This is a big topic so we'll first talk about where taxes go now in the LSD model of local services delivery. In an upcoming post we will discuss the RC aspect.




Current tax rates consist of Provincial services (Road maintenance) + SNB services (assessment) + LSD local services (Administration, rural planning, fire protection, policing, dog control, recreation, solid waste, etc).


At this time, there are 8 different LSD tax rates in the proposed YRC Project area ranging from $0.4030 to $0.5821. Combined with taxes that cover the cost of GNB services ($0.4115) and of SNB services ($0.0194), that gives a range of total tax rates in the YRC Project area of $0.8389 to $1.0130 per $100 of assessment.

In the LSD model of local services delivery, all rates are set by the provincial government. Decisions on the LSD portion are made by the Department of Environment and Local Government with no guarantee residents will have input on the decision. An LSD does not have a bank account and cannot save funds from year to year.

For more information please see:

http://www2.gnb.ca/content/dam/gnb/Departments/lg-gl/pdf/PropertyTaxation.pdf

Wednesday, 17 May 2017

From Above...Unique View of Keswick Ridge 
Photo submitted by Tom Beckley  

Tuesday, 16 May 2017




"This River is a vital part of all communities..."

In 1979 the dream of Burris Coburn was fulfilled.   He wanted a roadside market and property in Island View was the selected site with the Trans-Canada Highway passing by.  The Coburn Farm was on Keswick Ridge.  Many friends were made during the 19 years.  Neighbours worked for us and also watched the property when we were closed. To this day we still have our friends tell us they wished we were still in business.    

We started out with produce, dairy and bakery products and ice cream and grew to include year round Christmas Centre, greenhouse and distributor of Vesey Seeds.  We were known for the large ice cream cones.

Coburn’s Garden Patch, known as the Big Apple to some and The Patch to others served the surrounding communities, which are included in the proposed area of the York Rural Community.  Yes the St. John River separates the South from the North but this River is a vital part of all communities.  It is beautiful but also a wonderful playground for summer and winter activities.  

I am looking forward to the benefits of being a Rural Community.  The gas tax dollars will be appreciated with improvements to recreation, warming facilities possibly.    Listen to the video clip of Doug Munn, mayor of Miramachi Rural Community, they have put their gas tax dollars to great use and we could as well when we form a Rural Community.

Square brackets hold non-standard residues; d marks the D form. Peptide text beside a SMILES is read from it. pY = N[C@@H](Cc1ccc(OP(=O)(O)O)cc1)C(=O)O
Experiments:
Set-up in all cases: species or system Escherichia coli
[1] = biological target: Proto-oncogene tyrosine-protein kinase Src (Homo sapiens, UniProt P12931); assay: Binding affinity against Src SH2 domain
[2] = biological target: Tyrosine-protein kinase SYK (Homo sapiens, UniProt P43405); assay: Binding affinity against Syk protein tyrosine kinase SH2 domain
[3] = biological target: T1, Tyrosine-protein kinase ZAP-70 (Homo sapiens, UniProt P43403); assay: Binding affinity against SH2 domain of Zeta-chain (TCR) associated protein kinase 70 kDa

Jean Coburn
KeswickRidge


Coburn's Garden Patch - Island View, Kingsclear LSD
(photo submitted by Jean Coburn)




Comment from Douglas LSD resident on results of plebiscite vote...

Please post the following to your blog on my behalf as I do not have a computer or internet service where I live in my LSD. 

The following article from the Times Transcript clearly shows that there are some communities that see past the propaganda put forth by DELG and the YRC Project Steering Committee, not everyone drinks the cool-aid.

Frank LeBlanc
Tay Creek NB

Acadian Peninsula residents overwhelmingly reject amalgamation
  • Times & Transcript
  • Tue May 16 2017
  • Page: A4
Voters in the Acadian Peninsula have overwhelmingly rejected amalgamation of their communities.

Voters in 10 local service districts in the Lameque-Miscou region on the Acadian Peninsula voted in the plebiscite on Monday to decide whether to merge with two neighbouring communities to form a new rural community.

A total of 1,600 ballots were cast against amalgamation, with 725 cast in favour of the move.
The communities in the plebiscite included: Cap-Bateau, Coteau Road, Haut-Lamèque, Miscou Island, Ste-Cecile, Petite-Lamèque, Pigeon Hill, Pointe-Alexandre, Pointe-Canot, the parish of Shippagan, the village of Sainte-Marie-Saint-Raphaël and the Town of Lamèque.

Voter turnout was 74 per cent, according to the Elections New Brunswick website.